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  • Quincy granite, a hornblende, pyroxene, bluish or greyish, without mica, was used for the construction of the Bunker Hill monument at Charlestown (in 1826), and of King's Chapel, Boston; and for interior decorations it has found some use, for example in the Philadelphia city buildings.

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  • Woburn, first settled about 1638-1640, was incorporated as a township under its present name in 1642, and was the first township set off from Charlestown.

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  • His midnight ride from Charlestown to Lexington on the 18th-19th of April 1775, to give warning of the approach of British troops from Boston, is Revere's most famous exploit; it is commemorated by Longfellow, who, however, has "paid little attention to exactness of fact" (Justin Winsor).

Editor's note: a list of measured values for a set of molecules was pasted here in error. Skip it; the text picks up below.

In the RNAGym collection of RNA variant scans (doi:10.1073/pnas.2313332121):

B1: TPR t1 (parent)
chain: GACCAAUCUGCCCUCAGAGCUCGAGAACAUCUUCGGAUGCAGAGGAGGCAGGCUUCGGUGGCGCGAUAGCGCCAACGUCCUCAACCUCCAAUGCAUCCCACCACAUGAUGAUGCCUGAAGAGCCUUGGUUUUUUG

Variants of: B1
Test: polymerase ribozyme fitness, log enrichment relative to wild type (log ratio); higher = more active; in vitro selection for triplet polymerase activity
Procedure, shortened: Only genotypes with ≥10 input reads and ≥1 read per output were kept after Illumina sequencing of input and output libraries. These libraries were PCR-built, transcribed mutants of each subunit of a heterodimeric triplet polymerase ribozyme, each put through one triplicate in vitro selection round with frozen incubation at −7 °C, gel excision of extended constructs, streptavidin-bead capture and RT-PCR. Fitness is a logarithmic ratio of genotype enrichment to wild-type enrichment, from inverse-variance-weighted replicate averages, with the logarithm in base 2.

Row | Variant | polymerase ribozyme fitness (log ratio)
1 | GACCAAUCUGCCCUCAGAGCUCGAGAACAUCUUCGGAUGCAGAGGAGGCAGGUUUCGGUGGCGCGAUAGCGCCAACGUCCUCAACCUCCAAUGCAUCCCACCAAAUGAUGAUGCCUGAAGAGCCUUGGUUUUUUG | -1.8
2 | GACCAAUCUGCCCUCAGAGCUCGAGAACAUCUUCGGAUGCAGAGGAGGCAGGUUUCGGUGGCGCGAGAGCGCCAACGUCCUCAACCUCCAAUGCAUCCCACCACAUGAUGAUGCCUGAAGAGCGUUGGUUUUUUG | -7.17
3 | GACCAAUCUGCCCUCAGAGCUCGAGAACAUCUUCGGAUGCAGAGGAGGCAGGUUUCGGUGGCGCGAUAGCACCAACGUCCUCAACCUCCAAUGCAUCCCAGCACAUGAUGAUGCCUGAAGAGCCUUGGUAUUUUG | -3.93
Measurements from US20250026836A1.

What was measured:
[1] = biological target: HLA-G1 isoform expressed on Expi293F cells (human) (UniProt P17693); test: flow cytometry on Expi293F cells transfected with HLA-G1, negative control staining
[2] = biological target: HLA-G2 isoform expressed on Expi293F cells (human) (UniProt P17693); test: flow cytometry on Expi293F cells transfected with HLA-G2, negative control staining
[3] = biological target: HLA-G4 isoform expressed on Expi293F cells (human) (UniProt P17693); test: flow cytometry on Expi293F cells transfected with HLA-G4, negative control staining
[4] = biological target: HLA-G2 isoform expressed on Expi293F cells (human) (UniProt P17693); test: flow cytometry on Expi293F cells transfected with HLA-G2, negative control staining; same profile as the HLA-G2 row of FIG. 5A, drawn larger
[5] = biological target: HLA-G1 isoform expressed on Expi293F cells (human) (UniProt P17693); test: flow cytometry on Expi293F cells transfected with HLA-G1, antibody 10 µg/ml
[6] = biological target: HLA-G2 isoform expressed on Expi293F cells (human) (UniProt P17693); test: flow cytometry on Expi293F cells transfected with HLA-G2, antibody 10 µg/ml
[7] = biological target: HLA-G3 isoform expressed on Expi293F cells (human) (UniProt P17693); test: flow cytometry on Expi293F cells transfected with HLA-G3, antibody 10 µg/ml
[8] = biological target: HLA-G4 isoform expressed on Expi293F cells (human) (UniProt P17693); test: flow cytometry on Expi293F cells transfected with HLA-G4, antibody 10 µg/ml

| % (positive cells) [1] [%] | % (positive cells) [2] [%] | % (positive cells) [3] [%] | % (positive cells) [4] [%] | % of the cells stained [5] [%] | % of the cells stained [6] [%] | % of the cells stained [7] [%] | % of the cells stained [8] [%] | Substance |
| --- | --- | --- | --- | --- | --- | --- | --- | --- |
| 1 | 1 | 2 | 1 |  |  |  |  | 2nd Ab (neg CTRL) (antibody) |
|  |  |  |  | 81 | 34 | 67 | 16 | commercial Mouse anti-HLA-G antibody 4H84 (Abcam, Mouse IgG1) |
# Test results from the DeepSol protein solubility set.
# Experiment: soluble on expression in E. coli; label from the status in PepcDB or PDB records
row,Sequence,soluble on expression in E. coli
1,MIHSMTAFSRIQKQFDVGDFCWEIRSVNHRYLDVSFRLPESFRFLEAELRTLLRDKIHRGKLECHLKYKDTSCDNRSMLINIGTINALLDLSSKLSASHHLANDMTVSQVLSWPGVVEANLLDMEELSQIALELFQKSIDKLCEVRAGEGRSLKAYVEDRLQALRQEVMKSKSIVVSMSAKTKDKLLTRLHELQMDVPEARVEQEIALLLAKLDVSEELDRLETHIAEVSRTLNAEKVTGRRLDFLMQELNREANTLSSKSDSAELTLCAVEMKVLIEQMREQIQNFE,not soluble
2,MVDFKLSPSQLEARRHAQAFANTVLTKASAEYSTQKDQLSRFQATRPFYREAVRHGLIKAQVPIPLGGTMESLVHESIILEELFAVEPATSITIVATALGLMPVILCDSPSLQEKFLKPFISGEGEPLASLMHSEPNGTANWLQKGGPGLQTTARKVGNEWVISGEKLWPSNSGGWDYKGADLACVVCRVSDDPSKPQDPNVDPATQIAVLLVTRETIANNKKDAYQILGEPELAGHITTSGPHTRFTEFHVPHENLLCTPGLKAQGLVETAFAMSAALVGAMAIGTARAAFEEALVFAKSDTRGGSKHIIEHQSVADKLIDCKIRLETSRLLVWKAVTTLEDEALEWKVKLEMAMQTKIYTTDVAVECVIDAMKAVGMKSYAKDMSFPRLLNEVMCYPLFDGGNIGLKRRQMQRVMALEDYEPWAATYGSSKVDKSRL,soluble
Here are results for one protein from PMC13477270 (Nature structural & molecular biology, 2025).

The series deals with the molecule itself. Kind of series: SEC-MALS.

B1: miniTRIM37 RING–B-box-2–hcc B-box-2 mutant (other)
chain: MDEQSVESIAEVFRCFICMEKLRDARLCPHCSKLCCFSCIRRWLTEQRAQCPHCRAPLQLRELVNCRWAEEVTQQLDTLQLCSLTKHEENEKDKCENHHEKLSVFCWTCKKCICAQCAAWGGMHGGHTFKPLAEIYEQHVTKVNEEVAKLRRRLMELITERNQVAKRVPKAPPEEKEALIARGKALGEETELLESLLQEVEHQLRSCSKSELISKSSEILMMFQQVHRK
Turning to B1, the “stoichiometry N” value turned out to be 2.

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  • It is served by the London & NorthWestern and the Lancashire & Yorkshire railways (Charlestown station), and by the Great Central (Park Parade station).

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  • On 17th March 1744 a Spanish sloop was taken by Capt. FRANKLAND and carried into Charlestown, S. Carolina.

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  • The area of the original Boston was only 783 acres, but by the filling in of tidal flats (since 1804) this was increased to 1829 acres; while the larger corporate Boston of the present day - including the annexed territories of South Boston (1804), Roxbury (1868), Charlestown, Dorchester, Brighton and West Roxbury (1874) - comprehends almost 43 sq.

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  • From the hills of Charlestown they could watch and see what the king's soldiers were doing.

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  • Among the watchers at Charlestown was a brave young man named Paul Revere.